While there are two very good obscure horror films which will be reviewed leading up to Halloween, there have been a lot of nerd relate flicks released lately. So to make up for the lengthy inactivity here’s short reviews on several of them:
Johnny English Reborn – Don’t waste your money on this one. The original film was reasonable if forgettable and just managed to be somewhat passable but this is a serious flop. Rowan Atkinson is trying his hardest with what he’s working with but the script is appalling.
It’s now directly trying to parody the modern Bond films, rather than its predecessor’s generalised jokes on the whole spy genre, resulting in some very predictable gags. Anyone who has seen the trailers will know that the film lowered itself to directly plagiarising from Austin Powers in at least one scene, and they’ll also have seen just about all of the good jokes. There’s an admittedly entertaining chase scene at one point but there’s not enough good here to outweigh the bad dragging down Reborn.
The Three Musketeers – This was nothing but dumb fun and little else. The very idea of putting the Three Musketeers in a steampunk world of espionage, flying ships and gatling guns is utterly ludicrous and not once does the film try to take itself seriously. It’s definitely one of the better Paul W. S. Anderson films and has a very entertaining first act but its not without its flaws.
One core problem is the number of characters you have to keep track of, all of who are trying to get screentime. In Anderson’s other the target casts are trimmed down until the third act, slowly being killed off in one manner or another. In this film though very few of them die before the end and it’s an irritating aspect which detracts from the film’s enjoyment. The other problem was that it does borrow a lot of elements from the more famous film like d'Artagnan wanting to become a musketeer like his dead father but getting into petty duels with the titular trio.
That being said the 3D is exceptionally well used, the battles are well choreographed and enjoyable to watch, and Christophe Waltz makes a very good Cardinal Richelieu. Watch this one for the entertainment value but don’t expect anything substantial.
The Thing – Whoever was making this clearly watched the film but did not have any idea what made it work so well. This prequel to John Carpenter’s classic pales visibly in comparison to the film it is supposed to build upon. Rather than feeling like a very tense, claustrophobic, increasingly paranoid survival situation it feels much more like a “monster of the week” production. Some part of a mini-series, a TV movie or a direct to DVD cash in than a big budget production.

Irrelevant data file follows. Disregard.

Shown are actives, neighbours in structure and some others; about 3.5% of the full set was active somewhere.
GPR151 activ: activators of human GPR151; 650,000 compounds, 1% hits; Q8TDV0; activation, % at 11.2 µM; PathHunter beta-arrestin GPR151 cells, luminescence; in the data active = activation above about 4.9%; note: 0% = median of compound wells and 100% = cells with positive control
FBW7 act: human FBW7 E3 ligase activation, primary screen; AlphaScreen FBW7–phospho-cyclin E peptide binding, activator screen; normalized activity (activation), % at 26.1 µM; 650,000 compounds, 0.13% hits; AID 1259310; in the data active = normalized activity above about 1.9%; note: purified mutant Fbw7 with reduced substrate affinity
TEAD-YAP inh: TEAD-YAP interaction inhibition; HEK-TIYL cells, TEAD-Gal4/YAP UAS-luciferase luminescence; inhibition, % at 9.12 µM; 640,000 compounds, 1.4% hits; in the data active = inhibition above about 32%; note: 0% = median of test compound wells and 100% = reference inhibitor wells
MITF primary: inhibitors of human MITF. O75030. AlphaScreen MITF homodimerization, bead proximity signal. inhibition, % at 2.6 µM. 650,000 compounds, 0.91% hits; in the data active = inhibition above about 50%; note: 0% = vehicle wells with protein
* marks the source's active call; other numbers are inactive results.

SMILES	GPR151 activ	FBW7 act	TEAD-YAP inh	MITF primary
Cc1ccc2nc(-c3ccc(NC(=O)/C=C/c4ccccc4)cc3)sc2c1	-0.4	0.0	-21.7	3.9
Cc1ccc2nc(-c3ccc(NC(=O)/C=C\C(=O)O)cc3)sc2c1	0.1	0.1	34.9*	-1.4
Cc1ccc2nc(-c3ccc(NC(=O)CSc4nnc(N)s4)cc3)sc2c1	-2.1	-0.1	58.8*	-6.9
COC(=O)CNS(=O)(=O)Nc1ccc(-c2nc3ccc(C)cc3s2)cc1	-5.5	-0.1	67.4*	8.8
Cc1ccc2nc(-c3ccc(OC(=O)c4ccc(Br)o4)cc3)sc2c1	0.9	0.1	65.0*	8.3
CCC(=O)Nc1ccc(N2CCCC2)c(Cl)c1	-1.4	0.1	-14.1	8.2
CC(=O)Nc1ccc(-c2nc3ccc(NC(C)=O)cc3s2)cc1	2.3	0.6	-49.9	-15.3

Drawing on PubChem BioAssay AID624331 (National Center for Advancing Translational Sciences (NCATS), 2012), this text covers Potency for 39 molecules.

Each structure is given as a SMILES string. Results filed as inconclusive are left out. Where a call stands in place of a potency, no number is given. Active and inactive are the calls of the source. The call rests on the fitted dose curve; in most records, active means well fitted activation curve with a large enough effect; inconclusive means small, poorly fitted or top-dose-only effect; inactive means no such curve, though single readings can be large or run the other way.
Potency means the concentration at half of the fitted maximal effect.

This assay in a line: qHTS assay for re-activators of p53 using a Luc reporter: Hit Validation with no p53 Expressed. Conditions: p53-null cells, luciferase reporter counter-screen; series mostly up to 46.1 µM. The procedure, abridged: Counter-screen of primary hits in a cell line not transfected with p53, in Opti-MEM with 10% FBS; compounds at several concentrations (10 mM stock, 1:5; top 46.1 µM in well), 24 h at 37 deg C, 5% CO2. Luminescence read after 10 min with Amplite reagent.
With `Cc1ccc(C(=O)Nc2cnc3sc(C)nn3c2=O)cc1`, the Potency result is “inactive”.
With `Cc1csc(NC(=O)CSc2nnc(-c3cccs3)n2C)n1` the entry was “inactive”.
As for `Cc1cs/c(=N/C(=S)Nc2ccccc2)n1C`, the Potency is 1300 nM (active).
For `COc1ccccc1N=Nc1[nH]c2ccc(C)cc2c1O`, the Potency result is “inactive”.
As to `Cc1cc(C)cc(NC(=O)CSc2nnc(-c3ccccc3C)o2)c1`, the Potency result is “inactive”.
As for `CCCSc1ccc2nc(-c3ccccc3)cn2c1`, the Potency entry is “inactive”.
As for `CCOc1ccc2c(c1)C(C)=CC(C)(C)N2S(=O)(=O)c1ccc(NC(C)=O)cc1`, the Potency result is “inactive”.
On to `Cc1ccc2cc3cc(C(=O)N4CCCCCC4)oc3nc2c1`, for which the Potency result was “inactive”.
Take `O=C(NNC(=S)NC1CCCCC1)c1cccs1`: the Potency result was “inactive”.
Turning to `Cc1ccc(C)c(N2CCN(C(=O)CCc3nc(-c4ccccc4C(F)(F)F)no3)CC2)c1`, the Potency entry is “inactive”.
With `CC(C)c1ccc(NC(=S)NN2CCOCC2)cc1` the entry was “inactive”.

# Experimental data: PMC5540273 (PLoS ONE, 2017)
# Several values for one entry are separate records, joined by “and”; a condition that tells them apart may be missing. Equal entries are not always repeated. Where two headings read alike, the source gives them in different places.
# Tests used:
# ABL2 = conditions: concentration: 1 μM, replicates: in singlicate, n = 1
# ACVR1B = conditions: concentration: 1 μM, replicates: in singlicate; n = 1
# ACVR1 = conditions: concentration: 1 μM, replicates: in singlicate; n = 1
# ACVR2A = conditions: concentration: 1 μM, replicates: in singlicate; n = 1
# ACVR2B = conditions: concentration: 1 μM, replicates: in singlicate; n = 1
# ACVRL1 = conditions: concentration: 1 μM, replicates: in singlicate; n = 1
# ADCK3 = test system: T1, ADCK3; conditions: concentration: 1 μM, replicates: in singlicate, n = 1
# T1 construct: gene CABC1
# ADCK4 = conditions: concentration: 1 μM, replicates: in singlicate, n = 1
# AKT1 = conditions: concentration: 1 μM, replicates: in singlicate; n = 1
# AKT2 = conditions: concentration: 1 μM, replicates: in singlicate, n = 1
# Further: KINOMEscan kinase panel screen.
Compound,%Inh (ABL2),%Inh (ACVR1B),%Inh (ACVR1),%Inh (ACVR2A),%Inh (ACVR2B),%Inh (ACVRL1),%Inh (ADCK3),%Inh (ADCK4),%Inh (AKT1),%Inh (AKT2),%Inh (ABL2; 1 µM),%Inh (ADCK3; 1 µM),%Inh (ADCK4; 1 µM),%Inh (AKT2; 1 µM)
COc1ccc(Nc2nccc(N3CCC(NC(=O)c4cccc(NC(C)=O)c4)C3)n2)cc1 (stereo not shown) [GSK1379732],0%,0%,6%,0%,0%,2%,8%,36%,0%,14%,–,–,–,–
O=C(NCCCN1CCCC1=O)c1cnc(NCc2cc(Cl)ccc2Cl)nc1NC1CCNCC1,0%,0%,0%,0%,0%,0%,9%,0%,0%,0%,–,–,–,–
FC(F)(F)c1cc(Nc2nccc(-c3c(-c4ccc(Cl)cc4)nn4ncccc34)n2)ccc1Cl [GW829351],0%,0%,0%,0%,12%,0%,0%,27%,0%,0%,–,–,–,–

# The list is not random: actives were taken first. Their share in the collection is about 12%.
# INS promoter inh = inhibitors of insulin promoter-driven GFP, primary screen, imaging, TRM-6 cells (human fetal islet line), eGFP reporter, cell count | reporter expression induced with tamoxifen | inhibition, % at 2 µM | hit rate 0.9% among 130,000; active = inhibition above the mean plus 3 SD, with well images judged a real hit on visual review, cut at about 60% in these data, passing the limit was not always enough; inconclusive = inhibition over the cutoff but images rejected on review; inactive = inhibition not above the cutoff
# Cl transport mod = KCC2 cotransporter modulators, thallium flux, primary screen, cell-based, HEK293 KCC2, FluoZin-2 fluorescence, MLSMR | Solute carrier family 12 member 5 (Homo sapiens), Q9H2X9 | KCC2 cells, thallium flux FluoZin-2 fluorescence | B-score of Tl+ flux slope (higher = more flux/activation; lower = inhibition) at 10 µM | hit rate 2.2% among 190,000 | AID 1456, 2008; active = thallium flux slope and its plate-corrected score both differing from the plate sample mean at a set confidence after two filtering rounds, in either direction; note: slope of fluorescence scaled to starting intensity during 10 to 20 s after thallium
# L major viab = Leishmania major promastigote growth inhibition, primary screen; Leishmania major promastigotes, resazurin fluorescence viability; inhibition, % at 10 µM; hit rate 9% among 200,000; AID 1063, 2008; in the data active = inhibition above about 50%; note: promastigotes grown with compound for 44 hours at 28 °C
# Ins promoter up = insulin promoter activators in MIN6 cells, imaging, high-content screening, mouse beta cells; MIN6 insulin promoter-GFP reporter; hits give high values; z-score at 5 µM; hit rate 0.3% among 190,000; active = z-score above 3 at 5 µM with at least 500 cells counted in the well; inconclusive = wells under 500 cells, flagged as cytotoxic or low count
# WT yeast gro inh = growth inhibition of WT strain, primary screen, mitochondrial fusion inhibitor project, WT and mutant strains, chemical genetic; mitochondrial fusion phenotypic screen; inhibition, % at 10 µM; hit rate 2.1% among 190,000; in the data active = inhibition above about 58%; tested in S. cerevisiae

Rather than acting like a very patient, calm and smart hunter the Thing repeatedly blows its cover at every turn and rampages across the base like it has no care for its own existence. Much of the CGI used for the gore effects is, bar a couple of good bits, visibly inferior to the physical animatronics of the film it is supposed to be preceding.
Oh, also, everyone has a flamethrower.It’s better than Johnny English but this is one which isn’t worth either your time nor your money.
Real Steel – This is probably the best one out of all the films listed here. Despite the ridiculous premise and some rather predictable twists which frequently turn up to move the plot along, the script is surprisingly solid and fluidly moves from one fight to the next.
The robots themselves look pretty great and there’s some fairly brutal moments as they pound the scrap out of one another, easily rivalling the CGI brawls from Michael Bay’s Transformers films.
It probably helped that I went into seeing this one expecting a disaster of a film on par with Manos The Hands of Fate, but even without that it’s a surprisingly well told story. There’s no doubt that 2010’s The Fighter is still the best boxing film of the last few years, but I’d recommend this one if you’re a fan of giant robots or the Rocky films.
Johnny English Reborn and all related characters and media belong to Universal Pictures.
The Three Musketeers (2011) and all related characters and media belong to Entertainment One.
The Thing (2011) and all related characters and media belong to Universal Pictures.
Real Steel and all related characters and media belong to Dreamworks Pictures,